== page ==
It was around a decade ago that the number of new web-based platforms, operating systems, and devices began to really snowball. This process seems only to have accelerated. Now in 2015, digital designers of all stripes are faced with a common challenge: the need to keep up with an infinity of new frameworks, systems, and most importantly, resolutions.
If there’s one thing that has characterised the user experience in the last ten years, it’s the desire for integration. These days, the average user is engaging with content – the same sites, social networks and email accounts – across at least two devices, if not more. Estimates suggest that 80% of all adults with online access now own a smartphone. The potential to connect with others has never been greater.
However, this poses a problem for the Web 2.0 way of doing things. The old approach would be to design different, separate pages for different devices and browsers. Remember those ‘Best viewed on… [browser]’ banners that designers used to have to put on sites? Or those early ‘mobile’ sites designed for the first iPhone, redundant on all other devices? Such a ‘solution’ cannot possibly keep up with the lightning-fast changes in user needs and demands.
Traditional, modernist architecture aimed to constitute a live environment and shape a user’s response to it. Using the best technology available, responsive architecture instead seeks to create a continuous and mutual discourse between environment and inhabitant. Take the example of the ORAMBRA ‘Prairie House’ in Illinois; emitting less than half of the carbon of a typical house in the region, it uses photo and thermo-chromatic inks to alter the colour of the interior membrane depending on the weather, thereby breaking down the barriers between the inhabitant and their surroundings.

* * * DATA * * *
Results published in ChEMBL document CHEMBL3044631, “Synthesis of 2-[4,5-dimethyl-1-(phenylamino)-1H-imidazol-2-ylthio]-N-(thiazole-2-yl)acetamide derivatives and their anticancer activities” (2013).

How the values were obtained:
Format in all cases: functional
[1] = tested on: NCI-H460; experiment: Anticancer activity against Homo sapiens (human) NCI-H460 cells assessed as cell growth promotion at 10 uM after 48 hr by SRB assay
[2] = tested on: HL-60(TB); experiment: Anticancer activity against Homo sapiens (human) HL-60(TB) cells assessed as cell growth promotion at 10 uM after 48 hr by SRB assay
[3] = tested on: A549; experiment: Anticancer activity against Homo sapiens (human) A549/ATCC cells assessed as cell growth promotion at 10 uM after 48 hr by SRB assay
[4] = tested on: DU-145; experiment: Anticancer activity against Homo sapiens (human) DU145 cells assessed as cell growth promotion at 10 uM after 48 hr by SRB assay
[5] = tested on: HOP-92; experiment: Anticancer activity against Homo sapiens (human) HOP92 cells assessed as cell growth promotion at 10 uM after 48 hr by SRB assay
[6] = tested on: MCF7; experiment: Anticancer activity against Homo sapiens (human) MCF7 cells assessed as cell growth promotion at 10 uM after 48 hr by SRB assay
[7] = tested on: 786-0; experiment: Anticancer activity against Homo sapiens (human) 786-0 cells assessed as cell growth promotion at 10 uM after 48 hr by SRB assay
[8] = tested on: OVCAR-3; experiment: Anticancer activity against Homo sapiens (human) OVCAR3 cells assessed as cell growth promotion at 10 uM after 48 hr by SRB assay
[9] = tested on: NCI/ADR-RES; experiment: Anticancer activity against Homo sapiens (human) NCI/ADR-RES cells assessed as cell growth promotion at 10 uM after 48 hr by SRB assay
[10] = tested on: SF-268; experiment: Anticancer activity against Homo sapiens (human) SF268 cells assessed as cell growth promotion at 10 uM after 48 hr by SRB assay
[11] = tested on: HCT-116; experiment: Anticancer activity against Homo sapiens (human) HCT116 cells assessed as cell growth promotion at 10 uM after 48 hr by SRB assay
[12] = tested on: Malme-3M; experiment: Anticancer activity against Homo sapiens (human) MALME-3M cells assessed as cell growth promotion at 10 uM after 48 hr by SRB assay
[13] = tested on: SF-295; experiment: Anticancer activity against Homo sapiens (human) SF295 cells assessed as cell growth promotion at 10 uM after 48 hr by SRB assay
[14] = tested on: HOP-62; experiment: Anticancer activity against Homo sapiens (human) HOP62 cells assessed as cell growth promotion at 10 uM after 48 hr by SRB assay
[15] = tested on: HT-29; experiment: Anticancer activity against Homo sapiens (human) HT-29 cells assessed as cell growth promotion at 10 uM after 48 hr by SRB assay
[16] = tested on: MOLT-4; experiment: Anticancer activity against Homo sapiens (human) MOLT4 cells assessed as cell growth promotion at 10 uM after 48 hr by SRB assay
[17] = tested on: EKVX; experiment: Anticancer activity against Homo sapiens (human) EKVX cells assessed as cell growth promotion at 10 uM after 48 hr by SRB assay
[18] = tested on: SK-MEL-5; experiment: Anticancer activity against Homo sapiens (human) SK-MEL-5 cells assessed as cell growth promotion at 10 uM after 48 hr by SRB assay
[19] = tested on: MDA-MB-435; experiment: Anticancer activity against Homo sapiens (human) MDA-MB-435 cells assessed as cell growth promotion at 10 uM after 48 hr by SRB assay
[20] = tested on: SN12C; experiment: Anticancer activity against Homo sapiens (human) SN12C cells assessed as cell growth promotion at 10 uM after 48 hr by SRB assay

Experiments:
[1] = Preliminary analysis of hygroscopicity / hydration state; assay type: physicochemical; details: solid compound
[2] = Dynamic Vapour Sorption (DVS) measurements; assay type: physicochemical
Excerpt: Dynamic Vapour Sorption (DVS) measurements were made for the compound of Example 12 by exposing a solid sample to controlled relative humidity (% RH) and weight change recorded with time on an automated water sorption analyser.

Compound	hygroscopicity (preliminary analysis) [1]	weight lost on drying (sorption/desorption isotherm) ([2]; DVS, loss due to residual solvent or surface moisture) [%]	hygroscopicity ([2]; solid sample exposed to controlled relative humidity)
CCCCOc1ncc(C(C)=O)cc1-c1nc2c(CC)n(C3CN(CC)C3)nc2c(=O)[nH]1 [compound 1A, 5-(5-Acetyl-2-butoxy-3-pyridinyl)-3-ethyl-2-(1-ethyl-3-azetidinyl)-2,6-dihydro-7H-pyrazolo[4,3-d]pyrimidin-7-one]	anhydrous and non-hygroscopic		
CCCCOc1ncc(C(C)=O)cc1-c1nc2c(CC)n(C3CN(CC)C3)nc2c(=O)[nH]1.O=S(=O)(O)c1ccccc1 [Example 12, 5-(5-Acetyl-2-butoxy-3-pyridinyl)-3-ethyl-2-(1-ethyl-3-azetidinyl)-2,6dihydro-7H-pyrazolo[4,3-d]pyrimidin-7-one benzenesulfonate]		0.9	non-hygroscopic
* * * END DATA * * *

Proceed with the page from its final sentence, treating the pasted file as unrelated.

It’s this principle of blurring technology, environment, user and structure which underlies responsive web design. As Ethan Marcotte argues in his article, Responsive Web Design:
“Rather than tailoring disconnected designs to each of an ever-increasing number of web devices, we can treat them as facets of the same experience. We can design for an optimal viewing experience, but embed standards-based technologies into our designs to make them not only more flexible, but more adaptive to the media that renders them. In short, we need to practice responsive web design.”
Working it into the web
Many commentators have talked about the importance of screen resolution in responsive web design; that is, the importance of making designs scalable, regardless of the resolution of its viewport:
However, screen resolution isn’t the only thing responsive designers need to account for – looking at the ‘material design’ philosophy behind the latest iteration of Google’s Android, it’s clear that whole systems are now being developed around these principles. In our next post on this topic, we’ll be discussing how exactly designers can weave these principles into their work. A good example to leave with is that of scaling icons. Android thankfully provides a comprehensive icon size rule-set to enable the work of developers to function in any number of different scenarios, allowing us to account for all possibilities.